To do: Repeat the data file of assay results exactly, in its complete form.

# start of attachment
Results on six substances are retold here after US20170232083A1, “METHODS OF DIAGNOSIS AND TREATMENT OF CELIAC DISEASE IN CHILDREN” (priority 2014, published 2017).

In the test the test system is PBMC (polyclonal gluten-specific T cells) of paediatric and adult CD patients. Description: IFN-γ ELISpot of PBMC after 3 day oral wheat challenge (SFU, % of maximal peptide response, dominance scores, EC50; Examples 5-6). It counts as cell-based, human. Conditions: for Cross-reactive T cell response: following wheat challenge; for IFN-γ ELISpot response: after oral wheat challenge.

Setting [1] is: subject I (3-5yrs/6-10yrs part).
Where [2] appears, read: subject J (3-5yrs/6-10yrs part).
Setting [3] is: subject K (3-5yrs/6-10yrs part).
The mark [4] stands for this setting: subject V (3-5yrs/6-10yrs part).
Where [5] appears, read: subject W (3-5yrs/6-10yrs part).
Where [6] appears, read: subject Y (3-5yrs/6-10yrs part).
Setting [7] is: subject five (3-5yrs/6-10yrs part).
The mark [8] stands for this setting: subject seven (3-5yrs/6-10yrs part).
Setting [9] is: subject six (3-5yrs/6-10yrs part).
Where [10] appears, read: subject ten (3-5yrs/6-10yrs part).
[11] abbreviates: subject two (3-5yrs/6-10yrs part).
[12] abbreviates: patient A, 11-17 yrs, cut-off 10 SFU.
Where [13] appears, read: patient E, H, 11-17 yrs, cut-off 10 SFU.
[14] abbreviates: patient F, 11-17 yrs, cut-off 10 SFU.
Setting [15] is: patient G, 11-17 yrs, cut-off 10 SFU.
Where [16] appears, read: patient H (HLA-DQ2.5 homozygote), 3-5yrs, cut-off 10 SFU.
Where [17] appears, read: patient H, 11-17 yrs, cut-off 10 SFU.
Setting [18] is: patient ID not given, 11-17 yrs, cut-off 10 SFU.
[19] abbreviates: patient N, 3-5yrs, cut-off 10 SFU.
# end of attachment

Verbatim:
Results on six substances are retold here after US20170232083A1, “METHODS OF DIAGNOSIS AND TREATMENT OF CELIAC DISEASE IN CHILDREN” (priority 2014, published 2017).

In the test the test system is PBMC (polyclonal gluten-specific T cells) of paediatric and adult CD patients. Description: IFN-γ ELISpot of PBMC after 3 day oral wheat challenge (SFU, % of maximal peptide response, dominance scores, EC50; Examples 5-6). It counts as cell-based, human. Conditions: for Cross-reactive T cell response: following wheat challenge; for IFN-γ ELISpot response: after oral wheat challenge.

Setting [1] is: subject I (3-5yrs/6-10yrs part).
Where [2] appears, read: subject J (3-5yrs/6-10yrs part).
Setting [3] is: subject K (3-5yrs/6-10yrs part).
The mark [4] stands for this setting: subject V (3-5yrs/6-10yrs part).
Where [5] appears, read: subject W (3-5yrs/6-10yrs part).
Where [6] appears, read: subject Y (3-5yrs/6-10yrs part).
Setting [7] is: subject five (3-5yrs/6-10yrs part).
The mark [8] stands for this setting: subject seven (3-5yrs/6-10yrs part).
Setting [9] is: subject six (3-5yrs/6-10yrs part).
Where [10] appears, read: subject ten (3-5yrs/6-10yrs part).
[11] abbreviates: subject two (3-5yrs/6-10yrs part).
[12] abbreviates: patient A, 11-17 yrs, cut-off 10 SFU.
Where [13] appears, read: patient E, H, 11-17 yrs, cut-off 10 SFU.
[14] abbreviates: patient F, 11-17 yrs, cut-off 10 SFU.
Setting [15] is: patient G, 11-17 yrs, cut-off 10 SFU.
Where [16] appears, read: patient H (HLA-DQ2.5 homozygote), 3-5yrs, cut-off 10 SFU.
Where [17] appears, read: patient H, 11-17 yrs, cut-off 10 SFU.
Setting [18] is: patient ID not given, 11-17 yrs, cut-off 10 SFU.
[19] abbreviates: patient N, 3-5yrs, cut-off 10 SFU.